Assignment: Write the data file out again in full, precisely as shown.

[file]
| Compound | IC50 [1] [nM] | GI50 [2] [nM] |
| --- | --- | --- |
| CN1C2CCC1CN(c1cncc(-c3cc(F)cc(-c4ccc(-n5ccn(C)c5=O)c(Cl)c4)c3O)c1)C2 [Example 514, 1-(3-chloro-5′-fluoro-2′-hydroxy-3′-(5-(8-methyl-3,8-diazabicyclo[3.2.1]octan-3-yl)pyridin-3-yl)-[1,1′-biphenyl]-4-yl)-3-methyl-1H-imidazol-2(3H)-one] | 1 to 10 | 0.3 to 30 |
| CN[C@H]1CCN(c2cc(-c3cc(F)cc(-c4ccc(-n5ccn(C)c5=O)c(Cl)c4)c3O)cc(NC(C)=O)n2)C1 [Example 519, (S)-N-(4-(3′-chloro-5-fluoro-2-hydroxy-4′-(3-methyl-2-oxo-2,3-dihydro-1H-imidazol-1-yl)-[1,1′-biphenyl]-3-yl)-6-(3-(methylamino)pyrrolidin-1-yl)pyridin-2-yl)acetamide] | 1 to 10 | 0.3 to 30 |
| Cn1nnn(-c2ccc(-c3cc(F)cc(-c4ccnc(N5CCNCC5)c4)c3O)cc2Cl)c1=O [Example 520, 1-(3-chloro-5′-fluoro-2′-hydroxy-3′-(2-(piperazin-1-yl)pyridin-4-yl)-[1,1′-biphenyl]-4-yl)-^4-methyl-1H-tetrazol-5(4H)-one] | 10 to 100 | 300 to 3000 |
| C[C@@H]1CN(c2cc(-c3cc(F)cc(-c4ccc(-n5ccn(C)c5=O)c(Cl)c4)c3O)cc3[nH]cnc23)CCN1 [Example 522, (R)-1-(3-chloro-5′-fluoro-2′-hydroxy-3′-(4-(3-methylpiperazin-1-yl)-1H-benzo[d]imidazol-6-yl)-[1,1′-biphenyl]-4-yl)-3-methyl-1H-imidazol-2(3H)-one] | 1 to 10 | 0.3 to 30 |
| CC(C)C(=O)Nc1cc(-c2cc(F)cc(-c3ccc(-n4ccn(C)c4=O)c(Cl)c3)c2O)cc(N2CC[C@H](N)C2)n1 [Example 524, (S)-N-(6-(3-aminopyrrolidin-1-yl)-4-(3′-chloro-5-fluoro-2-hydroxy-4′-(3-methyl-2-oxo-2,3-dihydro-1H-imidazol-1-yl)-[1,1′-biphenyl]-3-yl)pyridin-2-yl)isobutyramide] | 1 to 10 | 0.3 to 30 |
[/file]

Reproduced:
| Compound | IC50 [1] [nM] | GI50 [2] [nM] |
| --- | --- | --- |
| CN1C2CCC1CN(c1cncc(-c3cc(F)cc(-c4ccc(-n5ccn(C)c5=O)c(Cl)c4)c3O)c1)C2 [Example 514, 1-(3-chloro-5′-fluoro-2′-hydroxy-3′-(5-(8-methyl-3,8-diazabicyclo[3.2.1]octan-3-yl)pyridin-3-yl)-[1,1′-biphenyl]-4-yl)-3-methyl-1H-imidazol-2(3H)-one] | 1 to 10 | 0.3 to 30 |
| CN[C@H]1CCN(c2cc(-c3cc(F)cc(-c4ccc(-n5ccn(C)c5=O)c(Cl)c4)c3O)cc(NC(C)=O)n2)C1 [Example 519, (S)-N-(4-(3′-chloro-5-fluoro-2-hydroxy-4′-(3-methyl-2-oxo-2,3-dihydro-1H-imidazol-1-yl)-[1,1′-biphenyl]-3-yl)-6-(3-(methylamino)pyrrolidin-1-yl)pyridin-2-yl)acetamide] | 1 to 10 | 0.3 to 30 |
| Cn1nnn(-c2ccc(-c3cc(F)cc(-c4ccnc(N5CCNCC5)c4)c3O)cc2Cl)c1=O [Example 520, 1-(3-chloro-5′-fluoro-2′-hydroxy-3′-(2-(piperazin-1-yl)pyridin-4-yl)-[1,1′-biphenyl]-4-yl)-^4-methyl-1H-tetrazol-5(4H)-one] | 10 to 100 | 300 to 3000 |
| C[C@@H]1CN(c2cc(-c3cc(F)cc(-c4ccc(-n5ccn(C)c5=O)c(Cl)c4)c3O)cc3[nH]cnc23)CCN1 [Example 522, (R)-1-(3-chloro-5′-fluoro-2′-hydroxy-3′-(4-(3-methylpiperazin-1-yl)-1H-benzo[d]imidazol-6-yl)-[1,1′-biphenyl]-4-yl)-3-methyl-1H-imidazol-2(3H)-one] | 1 to 10 | 0.3 to 30 |
| CC(C)C(=O)Nc1cc(-c2cc(F)cc(-c3ccc(-n4ccn(C)c4=O)c(Cl)c3)c2O)cc(N2CC[C@H](N)C2)n1 [Example 524, (S)-N-(6-(3-aminopyrrolidin-1-yl)-4-(3′-chloro-5-fluoro-2-hydroxy-4′-(3-methyl-2-oxo-2,3-dihydro-1H-imidazol-1-yl)-[1,1′-biphenyl]-3-yl)pyridin-2-yl)isobutyramide] | 1 to 10 | 0.3 to 30 |